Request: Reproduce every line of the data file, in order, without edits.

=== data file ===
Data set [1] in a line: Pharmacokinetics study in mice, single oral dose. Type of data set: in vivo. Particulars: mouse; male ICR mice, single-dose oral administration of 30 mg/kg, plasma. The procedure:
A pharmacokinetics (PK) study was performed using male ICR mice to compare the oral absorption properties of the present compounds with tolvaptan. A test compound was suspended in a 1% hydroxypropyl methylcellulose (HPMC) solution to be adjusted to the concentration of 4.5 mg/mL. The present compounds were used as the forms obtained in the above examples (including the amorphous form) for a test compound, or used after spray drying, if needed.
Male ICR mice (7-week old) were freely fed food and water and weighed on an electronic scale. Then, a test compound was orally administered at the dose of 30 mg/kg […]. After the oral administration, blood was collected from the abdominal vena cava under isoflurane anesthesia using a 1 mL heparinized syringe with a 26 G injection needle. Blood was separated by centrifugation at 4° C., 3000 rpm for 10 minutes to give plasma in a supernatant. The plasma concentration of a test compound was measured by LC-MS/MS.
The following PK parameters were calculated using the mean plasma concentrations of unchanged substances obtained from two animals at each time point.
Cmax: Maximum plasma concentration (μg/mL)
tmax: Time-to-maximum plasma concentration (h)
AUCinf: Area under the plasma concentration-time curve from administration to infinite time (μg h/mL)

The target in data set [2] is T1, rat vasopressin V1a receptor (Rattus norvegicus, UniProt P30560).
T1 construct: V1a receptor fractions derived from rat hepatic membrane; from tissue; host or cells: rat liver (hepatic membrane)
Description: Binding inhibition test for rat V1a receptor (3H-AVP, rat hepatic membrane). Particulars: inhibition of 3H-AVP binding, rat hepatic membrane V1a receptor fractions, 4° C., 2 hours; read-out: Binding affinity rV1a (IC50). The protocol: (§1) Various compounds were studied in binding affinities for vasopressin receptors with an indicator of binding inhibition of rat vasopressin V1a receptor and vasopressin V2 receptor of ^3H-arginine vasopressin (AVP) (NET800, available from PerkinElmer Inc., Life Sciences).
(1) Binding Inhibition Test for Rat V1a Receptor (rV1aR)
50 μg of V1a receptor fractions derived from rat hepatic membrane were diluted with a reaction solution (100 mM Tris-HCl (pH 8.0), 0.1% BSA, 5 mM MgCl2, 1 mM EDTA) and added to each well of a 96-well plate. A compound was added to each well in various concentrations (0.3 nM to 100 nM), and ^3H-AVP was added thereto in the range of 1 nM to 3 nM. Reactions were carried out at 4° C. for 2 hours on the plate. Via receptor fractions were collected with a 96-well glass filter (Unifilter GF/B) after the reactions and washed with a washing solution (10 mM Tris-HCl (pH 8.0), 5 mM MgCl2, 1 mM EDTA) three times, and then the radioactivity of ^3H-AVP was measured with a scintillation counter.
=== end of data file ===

Data set [1] in a line: Pharmacokinetics study in mice, single oral dose. Type of data set: in vivo. Particulars: mouse; male ICR mice, single-dose oral administration of 30 mg/kg, plasma. The procedure:
A pharmacokinetics (PK) study was performed using male ICR mice to compare the oral absorption properties of the present compounds with tolvaptan. A test compound was suspended in a 1% hydroxypropyl methylcellulose (HPMC) solution to be adjusted to the concentration of 4.5 mg/mL. The present compounds were used as the forms obtained in the above examples (including the amorphous form) for a test compound, or used after spray drying, if needed.
Male ICR mice (7-week old) were freely fed food and water and weighed on an electronic scale. Then, a test compound was orally administered at the dose of 30 mg/kg […]. After the oral administration, blood was collected from the abdominal vena cava under isoflurane anesthesia using a 1 mL heparinized syringe with a 26 G injection needle. Blood was separated by centrifugation at 4° C., 3000 rpm for 10 minutes to give plasma in a supernatant. The plasma concentration of a test compound was measured by LC-MS/MS.
The following PK parameters were calculated using the mean plasma concentrations of unchanged substances obtained from two animals at each time point.
Cmax: Maximum plasma concentration (μg/mL)
tmax: Time-to-maximum plasma concentration (h)
AUCinf: Area under the plasma concentration-time curve from administration to infinite time (μg h/mL)

The target in data set [2] is T1, rat vasopressin V1a receptor (Rattus norvegicus, UniProt P30560).
T1 construct: V1a receptor fractions derived from rat hepatic membrane; from tissue; host or cells: rat liver (hepatic membrane)
Description: Binding inhibition test for rat V1a receptor (3H-AVP, rat hepatic membrane). Particulars: inhibition of 3H-AVP binding, rat hepatic membrane V1a receptor fractions, 4° C., 2 hours; read-out: Binding affinity rV1a (IC50). The protocol: (§1) Various compounds were studied in binding affinities for vasopressin receptors with an indicator of binding inhibition of rat vasopressin V1a receptor and vasopressin V2 receptor of ^3H-arginine vasopressin (AVP) (NET800, available from PerkinElmer Inc., Life Sciences).
(1) Binding Inhibition Test for Rat V1a Receptor (rV1aR)
50 μg of V1a receptor fractions derived from rat hepatic membrane were diluted with a reaction solution (100 mM Tris-HCl (pH 8.0), 0.1% BSA, 5 mM MgCl2, 1 mM EDTA) and added to each well of a 96-well plate. A compound was added to each well in various concentrations (0.3 nM to 100 nM), and ^3H-AVP was added thereto in the range of 1 nM to 3 nM. Reactions were carried out at 4° C. for 2 hours on the plate. Via receptor fractions were collected with a 96-well glass filter (Unifilter GF/B) after the reactions and washed with a washing solution (10 mM Tris-HCl (pH 8.0), 5 mM MgCl2, 1 mM EDTA) three times, and then the radioactivity of ^3H-AVP was measured with a scintillation counter.